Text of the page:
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AT&T calls hiring Michael Cohen ‘big mistake’ and says its public policy chief will retire

Michael Cohen
Michael Cohen is President Trump’s personal attorney.
(Mary Altaffer / Associated Press)

Hoping to quell a growing controversy, AT&T Inc. chief Randall Stephenson said Friday that the phone giant did not break any laws but committed a “serious misjudgment” in hiring Michael Cohen, President Trump’s personal attorney and fixer, as a political consultant.

“Our company has been in the headlines for all the wrong reasons these last few days and our reputation has been damaged,” Stephenson, the company’s chairman and chief executive, said in a memo to employees Friday morning. “There is no other way to say it — AT&T hiring Michael Cohen as a political consultant was a big mistake.”

Stephenson also announced that a high-level executive in its Washington, D.C., office, Bob Quinn, is retiring in the wake of the controversy. Since October 2016, Quinn has been in charge of AT&T’s public policy group. Before that, he was responsible for coordinating the company’s dealings with federal regulators.

AT&T hired Cohen in 2017 for strategic advice, paying him $50,000 a month — a total of $600,000 — in hopes of helping smooth the way for the federal government’s approval of AT&T’s proposed $85-billion takeover of Time Warner Inc.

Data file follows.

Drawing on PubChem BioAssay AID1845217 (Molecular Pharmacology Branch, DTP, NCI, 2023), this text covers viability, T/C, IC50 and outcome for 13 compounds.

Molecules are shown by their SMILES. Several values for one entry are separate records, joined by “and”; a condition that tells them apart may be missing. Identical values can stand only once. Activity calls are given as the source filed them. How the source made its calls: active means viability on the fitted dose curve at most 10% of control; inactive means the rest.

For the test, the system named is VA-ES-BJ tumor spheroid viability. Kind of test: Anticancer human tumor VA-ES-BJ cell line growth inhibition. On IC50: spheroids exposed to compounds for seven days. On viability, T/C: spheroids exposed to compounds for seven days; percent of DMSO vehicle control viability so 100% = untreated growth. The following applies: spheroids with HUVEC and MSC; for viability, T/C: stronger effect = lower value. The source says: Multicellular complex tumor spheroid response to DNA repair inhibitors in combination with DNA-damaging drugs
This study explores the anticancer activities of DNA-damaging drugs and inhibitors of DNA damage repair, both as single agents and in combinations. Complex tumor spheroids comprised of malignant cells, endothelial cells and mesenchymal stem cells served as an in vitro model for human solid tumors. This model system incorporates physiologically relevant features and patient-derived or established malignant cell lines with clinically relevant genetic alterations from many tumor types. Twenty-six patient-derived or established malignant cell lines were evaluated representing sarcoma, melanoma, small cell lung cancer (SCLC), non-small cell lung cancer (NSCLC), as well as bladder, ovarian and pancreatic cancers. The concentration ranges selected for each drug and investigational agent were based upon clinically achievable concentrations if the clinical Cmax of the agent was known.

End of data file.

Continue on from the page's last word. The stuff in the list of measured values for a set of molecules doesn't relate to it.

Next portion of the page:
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In a statement Friday, AT&T said that Cohen approached it after the 2016 presidential election and said he was leaving the Trump Organization and would do consulting “for a select few companies that wanted his opinion on the new President and his administration — the key players, their priorities, and how they think.”

AT&T also acknowledged that the office of special counsel Robert Mueller — which is investigating Russia’s interference in the presidential election — contacted it late last year about its involvement with Cohen. The telecom giant said Friday that it cooperated, providing information last November and December. Since then, AT&T said, it has not received any additional questions from Mueller’s office.

Cohen was one of several consultants AT&T hired in early 2017 to better understand how the Trump administration would address “a wide range of policy issues important to the company,” the company said in a statement. Among those were tax reform, regulatory reform at the Federal Communications Commission and antitrust enforcement, particularly the deal with Time Warner that AT&T unveiled in October 2016.